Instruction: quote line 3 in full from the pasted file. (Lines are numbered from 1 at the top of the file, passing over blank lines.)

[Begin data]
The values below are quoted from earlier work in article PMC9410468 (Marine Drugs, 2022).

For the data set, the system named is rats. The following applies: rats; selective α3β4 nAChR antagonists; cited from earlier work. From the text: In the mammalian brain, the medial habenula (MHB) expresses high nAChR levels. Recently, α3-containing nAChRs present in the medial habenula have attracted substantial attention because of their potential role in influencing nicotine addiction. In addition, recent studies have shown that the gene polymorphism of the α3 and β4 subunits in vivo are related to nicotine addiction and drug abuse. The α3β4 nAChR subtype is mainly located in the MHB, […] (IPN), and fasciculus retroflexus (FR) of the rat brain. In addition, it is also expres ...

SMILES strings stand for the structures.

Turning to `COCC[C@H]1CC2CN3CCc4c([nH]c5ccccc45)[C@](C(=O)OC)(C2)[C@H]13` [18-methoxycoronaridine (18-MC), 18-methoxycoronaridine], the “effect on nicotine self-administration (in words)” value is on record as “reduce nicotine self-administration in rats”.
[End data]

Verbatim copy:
SMILES strings stand for the structures.